June 13, 2006

EU-US “partners in crime” on CIA flights: Amnesty

By Ingrid Melander

BRUSSELS (Reuters) - Amnesty International urged European
states on Wednesday to stop being "partners in crime" with the
United States over the alleged kidnapping of terrorism suspects
and their transfer to countries that use torture.

In a report and a letter addressed to EU leaders meeting on
Thursday and Friday in Brussels, the human rights groups backed
accusations that the U.S. Central lntelligence Agency ran
secret transfer flights and that European countries were aware
of it.

"There is irrefutable evidence of European complicity in
the unlawful practice of renditions," Amnesty said in the

"The European Council must therefore put a resolute stop to
the attitude of see no evil, hear no evil that has prevailed so
far," Amnesty said, referring to the EU summit.

The human rights group urged EU leaders to say in their
meeting this week that the so-called rendition flights were
"unacceptable" and to make sure their airspace and airports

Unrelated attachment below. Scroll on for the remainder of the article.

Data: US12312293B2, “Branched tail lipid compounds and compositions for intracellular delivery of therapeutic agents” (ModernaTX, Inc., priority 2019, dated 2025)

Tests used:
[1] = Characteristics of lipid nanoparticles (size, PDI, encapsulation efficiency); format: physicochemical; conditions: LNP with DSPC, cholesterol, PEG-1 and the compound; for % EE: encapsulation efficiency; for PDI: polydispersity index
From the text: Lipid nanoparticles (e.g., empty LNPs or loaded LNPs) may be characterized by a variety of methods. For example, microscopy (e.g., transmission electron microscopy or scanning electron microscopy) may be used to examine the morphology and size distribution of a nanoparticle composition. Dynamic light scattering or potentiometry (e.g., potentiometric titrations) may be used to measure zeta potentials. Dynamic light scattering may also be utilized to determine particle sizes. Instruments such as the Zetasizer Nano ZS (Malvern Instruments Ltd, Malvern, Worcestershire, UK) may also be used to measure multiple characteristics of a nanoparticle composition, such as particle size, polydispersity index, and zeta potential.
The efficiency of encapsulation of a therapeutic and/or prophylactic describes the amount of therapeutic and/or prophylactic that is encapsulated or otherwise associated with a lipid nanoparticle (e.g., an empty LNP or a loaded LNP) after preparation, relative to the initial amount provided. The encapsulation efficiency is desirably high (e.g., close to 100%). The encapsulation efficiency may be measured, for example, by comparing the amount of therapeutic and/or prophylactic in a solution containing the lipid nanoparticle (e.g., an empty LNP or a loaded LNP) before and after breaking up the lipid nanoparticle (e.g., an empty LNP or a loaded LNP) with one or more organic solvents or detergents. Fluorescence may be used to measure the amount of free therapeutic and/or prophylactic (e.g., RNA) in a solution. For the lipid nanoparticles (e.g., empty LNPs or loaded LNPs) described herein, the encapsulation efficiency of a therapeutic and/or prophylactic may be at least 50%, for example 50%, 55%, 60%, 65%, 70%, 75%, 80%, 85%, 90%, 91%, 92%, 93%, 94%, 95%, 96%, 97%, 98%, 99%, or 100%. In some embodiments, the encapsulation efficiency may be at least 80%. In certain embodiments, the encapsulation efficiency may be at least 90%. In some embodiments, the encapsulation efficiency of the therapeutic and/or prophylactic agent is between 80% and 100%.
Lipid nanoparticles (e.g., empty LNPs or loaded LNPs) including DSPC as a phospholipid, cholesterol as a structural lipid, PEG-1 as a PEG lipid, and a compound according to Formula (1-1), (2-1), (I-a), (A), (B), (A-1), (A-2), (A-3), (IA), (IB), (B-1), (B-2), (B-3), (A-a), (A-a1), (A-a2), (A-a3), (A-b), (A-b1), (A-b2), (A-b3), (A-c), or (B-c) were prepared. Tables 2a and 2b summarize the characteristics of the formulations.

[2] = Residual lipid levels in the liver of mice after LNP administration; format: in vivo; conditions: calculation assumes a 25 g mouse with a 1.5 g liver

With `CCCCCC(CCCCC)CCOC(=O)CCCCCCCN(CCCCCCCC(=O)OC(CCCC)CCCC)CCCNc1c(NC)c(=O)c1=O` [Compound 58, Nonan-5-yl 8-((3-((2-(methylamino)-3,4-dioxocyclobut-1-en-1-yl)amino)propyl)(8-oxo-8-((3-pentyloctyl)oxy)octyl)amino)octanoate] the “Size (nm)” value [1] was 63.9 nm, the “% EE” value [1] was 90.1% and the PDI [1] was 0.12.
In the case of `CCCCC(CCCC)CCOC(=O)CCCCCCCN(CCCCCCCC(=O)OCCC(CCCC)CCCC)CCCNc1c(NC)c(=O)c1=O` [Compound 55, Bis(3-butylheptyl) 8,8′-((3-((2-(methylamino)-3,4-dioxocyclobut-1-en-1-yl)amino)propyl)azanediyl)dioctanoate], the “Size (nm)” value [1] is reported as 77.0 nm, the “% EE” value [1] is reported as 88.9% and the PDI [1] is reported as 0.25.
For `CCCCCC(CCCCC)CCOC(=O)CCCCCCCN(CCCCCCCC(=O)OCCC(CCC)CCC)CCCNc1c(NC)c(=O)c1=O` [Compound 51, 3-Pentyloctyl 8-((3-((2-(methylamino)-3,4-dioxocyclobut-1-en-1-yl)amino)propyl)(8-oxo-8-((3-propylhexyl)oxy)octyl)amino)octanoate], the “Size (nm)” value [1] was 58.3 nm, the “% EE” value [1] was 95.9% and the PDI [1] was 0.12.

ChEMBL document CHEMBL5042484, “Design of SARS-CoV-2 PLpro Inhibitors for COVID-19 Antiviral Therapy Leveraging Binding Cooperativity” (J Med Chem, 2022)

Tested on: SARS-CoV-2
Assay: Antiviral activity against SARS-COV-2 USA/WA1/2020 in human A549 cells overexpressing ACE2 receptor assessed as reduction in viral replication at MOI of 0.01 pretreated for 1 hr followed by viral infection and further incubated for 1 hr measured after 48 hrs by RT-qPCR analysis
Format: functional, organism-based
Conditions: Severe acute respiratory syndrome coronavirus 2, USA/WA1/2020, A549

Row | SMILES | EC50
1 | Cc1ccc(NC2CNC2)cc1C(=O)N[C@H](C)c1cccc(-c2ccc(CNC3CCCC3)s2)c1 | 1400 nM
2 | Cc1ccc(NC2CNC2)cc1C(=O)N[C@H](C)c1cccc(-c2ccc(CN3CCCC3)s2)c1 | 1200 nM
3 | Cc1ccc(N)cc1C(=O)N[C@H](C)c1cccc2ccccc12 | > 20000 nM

were not used for such flights in the future.

It asked EU leaders to raise the issue with President Bush
when they meet him in Vienna on June 21, saying the bloc's
credibility was at stake.

Amnesty's report draws largely the same conclusions as
those issued by EU lawmakers on Monday, and last week by the
Council of Europe, a European human rights watchdog. None
produced hard evidence.

Amnesty reports on six suspected cases of CIA abuses in
which it says seven countries -- Germany, Italy, Sweden,
Britain, Bosnia Herzegovina, Macedonia and Turkey -- have been

All these cases, and eleven others, have already been cited
by Council of Europe investigator Dick Marty.

Amnesty does not produce "smoking gun" evidence either. But
it says the "converging evidence" should be enough.

"The whole evidence question is overrated, it's a bit
cynical," said Dick Oosting, director of Amnesty's EU office,
accusing EU states of asking for much less evidence when they
criticize abuses in other countries.